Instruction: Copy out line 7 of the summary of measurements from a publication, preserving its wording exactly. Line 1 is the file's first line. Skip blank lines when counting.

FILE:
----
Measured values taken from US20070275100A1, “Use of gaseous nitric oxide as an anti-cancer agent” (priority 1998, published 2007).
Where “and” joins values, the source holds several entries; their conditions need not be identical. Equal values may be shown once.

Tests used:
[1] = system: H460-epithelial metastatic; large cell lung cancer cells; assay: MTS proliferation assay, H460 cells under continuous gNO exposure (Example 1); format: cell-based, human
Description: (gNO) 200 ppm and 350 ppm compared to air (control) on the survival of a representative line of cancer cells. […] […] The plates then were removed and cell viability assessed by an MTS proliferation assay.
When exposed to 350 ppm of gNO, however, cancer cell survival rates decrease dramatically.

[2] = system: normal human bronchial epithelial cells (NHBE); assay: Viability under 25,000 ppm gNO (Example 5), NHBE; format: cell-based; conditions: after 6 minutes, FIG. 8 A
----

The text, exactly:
[2] = system: normal human bronchial epithelial cells (NHBE); assay: Viability under 25,000 ppm gNO (Example 5), NHBE; format: cell-based; conditions: after 6 minutes, FIG. 8 A